Problem: You need to prove to a bank (or another) that you own your business

Imagine you walk into a bank to open a new checking account for your business. The banker says you must provide proof that you own the business. You hand the banker the articles, bylaws, member control agreement, or other documents prepared when forming your business. Then the banker says, “I don’t see you listed as the owner.” What do you do?

Solution: Educate your banker or find a new banker

In short, many business bankers don’t know what to look for in legal documents. If they don’t see someone listed as the “owner,” they claim you don’t have the right documents. However, legal documents often use other terms to indicate the owner of a business. The company’s owner is typically clear from designations on the documents such as “shareholder” (in a corporation) or “member” (in an LLC).

Background: Legal documents use various terms for “owner”

Shortly after business owners form a new LLC or corporation, they seek to open a bank account for the business. Usually, this is a smooth process.

Unfortunately, some business owners have encountered problems when opening a bank account for their new business. Some bankers take a look at the business documents and think some additional document is required. As background, these are standard formation documents for small businesses:

Standard documents for a corporation (S corp or C corp)

  1. Articles of Incorporation
  2. Bylaws
  3. Written Action of Incorporator
  4. Other “written actions” or “meeting minutes”
  5. Agreements between the shareholders

Standard documents for an LLC

  1. Articles of Organization
  2. Bylaws, Member Control Agreement, Operating Agreement, or a similar document
  3. Written Action of Organizer
  4. Other “written actions” or “meeting minutes”

What does an “organizer” do?

A new business owner explained a similar problem recently:

I ran into a problem when trying to open a business bank account. The banker said the “organizer” who filed the Articles of Organization must sign the bank account documents. The “organizer” was my attorney, and she won’t sign for my bank account. Can you help?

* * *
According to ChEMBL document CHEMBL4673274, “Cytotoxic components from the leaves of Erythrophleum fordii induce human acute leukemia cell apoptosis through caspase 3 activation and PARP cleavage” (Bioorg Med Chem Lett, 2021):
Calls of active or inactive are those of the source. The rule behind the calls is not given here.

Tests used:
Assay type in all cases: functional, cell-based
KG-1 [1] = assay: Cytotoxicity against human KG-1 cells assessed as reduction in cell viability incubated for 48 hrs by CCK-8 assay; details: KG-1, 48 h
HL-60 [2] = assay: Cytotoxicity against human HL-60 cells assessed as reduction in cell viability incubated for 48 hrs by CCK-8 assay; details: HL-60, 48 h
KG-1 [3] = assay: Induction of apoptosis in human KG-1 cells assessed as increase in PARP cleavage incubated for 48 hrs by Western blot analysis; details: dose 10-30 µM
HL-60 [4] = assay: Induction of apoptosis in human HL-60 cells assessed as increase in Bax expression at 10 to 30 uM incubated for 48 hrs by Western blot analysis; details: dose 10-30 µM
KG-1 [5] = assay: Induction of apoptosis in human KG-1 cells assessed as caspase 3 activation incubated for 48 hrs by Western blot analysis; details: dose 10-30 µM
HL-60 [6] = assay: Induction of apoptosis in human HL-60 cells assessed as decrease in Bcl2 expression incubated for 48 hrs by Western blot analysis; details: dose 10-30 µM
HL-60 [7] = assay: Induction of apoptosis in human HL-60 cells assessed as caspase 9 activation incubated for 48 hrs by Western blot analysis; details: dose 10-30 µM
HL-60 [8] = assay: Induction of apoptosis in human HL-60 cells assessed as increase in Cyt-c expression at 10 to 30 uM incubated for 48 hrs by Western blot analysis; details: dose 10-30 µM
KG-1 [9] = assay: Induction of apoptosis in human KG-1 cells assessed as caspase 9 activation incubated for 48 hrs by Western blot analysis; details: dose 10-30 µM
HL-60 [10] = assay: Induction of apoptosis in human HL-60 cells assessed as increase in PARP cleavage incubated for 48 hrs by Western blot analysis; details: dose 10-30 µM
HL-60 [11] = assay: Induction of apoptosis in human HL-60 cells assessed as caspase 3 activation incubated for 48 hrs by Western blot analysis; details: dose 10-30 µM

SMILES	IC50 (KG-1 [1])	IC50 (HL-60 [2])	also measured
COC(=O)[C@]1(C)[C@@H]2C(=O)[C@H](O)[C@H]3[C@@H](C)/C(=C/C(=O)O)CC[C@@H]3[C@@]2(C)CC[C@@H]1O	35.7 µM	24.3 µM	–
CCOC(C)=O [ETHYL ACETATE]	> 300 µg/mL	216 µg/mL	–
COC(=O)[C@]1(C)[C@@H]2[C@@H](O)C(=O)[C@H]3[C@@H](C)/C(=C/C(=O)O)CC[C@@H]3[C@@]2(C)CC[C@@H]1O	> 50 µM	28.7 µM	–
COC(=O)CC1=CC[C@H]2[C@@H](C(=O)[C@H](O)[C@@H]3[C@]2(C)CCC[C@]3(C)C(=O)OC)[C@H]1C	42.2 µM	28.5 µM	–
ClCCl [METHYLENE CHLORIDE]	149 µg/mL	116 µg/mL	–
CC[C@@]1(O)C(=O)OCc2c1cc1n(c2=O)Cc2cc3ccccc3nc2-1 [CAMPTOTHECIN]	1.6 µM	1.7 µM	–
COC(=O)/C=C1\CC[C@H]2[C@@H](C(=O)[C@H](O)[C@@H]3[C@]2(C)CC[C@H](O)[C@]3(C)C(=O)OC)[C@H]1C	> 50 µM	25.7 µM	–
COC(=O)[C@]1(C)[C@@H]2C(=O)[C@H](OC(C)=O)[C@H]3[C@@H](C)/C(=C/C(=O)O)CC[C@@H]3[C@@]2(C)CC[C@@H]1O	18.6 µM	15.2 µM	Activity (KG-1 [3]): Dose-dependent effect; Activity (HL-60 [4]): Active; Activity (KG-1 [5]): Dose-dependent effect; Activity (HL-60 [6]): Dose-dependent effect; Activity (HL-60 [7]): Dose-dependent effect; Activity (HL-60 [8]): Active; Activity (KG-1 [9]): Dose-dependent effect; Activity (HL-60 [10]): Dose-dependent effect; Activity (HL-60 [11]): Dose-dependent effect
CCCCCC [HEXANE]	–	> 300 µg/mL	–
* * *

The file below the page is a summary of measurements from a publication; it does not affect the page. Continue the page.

The banker failed to understand legal terms for “owner.”

Some bankers think the “organizer” is the owner, when in fact, that simply is not true. “Organizer” is simply a term for whoever is filing the articles (to start the business) with the government. For example, if an LLC is formed by an attorney, the attorney will sign as the “organizer” of the LLC.

“Organizer” is the person who files the documents. The Written Action (this is the title of the document) will be signed by whoever filed the documents, which is not necessarily the owner.


The owner is indicated using terms like

  • Shareholder (in a corporation)
  • Member (in an LLC)

Officers also have authority to open bank accounts for the business. The officers are indicated using terms like

  • Officer (in a corporation) or Manager (in an LLC)
  • President (in a corporation or LLC), CEO (in a corporation or LLC), or Chief Manager (in an LLC)
  • Treasurer (in a corporation or LLC)
  • Secretary (in a corporation or LLC)

Look in the documents for these terms to show you own and/or control the company.

If you still cannot get resolution, ask for a bank manager, who most likely is more knowledgeable than the banker you worked with and will understand how this works.

Tip: Find a local business bank

When selecting a bank for your startup business, search for a business bank where the bankers (1) are knowledgeable about business and (2) have other resources that can help you as you grow. This is usually a small bank, not one of the big banks (Wells Fargo, TCF, US Bank, etc.) that caters to consumers.

For transactions and deals more complex than opening a bank account, you may need to provide other proof of ownership. This might include an official tax document (EIN or tax returns) or secretary’s certificate (written authorization from the company, signed and often notarized by the secretary of a company).